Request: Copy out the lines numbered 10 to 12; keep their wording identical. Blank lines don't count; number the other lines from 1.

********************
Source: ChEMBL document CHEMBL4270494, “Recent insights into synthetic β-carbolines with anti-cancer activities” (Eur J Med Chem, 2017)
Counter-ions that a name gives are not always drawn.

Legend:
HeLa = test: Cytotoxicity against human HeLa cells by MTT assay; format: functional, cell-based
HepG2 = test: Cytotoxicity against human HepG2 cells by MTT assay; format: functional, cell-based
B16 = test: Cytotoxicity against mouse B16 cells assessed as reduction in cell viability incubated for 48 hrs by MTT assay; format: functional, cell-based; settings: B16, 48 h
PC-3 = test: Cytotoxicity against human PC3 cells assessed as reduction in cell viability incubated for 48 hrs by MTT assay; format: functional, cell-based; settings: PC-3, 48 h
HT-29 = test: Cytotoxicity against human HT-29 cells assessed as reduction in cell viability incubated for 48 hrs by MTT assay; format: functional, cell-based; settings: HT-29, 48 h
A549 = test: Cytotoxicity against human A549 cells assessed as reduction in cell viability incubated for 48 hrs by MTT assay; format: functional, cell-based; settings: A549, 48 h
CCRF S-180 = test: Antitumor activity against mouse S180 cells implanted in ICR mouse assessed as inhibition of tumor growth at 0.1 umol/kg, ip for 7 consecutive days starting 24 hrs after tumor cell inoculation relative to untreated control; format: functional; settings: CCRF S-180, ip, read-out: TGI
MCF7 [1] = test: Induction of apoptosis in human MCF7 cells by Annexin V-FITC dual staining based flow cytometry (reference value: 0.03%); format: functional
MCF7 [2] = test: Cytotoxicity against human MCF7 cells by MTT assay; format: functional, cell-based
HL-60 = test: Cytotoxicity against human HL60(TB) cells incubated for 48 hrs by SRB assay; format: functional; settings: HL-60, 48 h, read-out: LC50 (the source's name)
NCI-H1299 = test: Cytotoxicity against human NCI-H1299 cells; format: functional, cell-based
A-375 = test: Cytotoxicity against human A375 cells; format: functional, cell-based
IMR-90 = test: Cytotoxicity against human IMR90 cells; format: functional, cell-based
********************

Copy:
CCRF S-180 = test: Antitumor activity against mouse S180 cells implanted in ICR mouse assessed as inhibition of tumor growth at 0.1 umol/kg, ip for 7 consecutive days starting 24 hrs after tumor cell inoculation relative to untreated control; format: functional; settings: CCRF S-180, ip, read-out: TGI
MCF7 [1] = test: Induction of apoptosis in human MCF7 cells by Annexin V-FITC dual staining based flow cytometry (reference value: 0.03%); format: functional
MCF7 [2] = test: Cytotoxicity against human MCF7 cells by MTT assay; format: functional, cell-based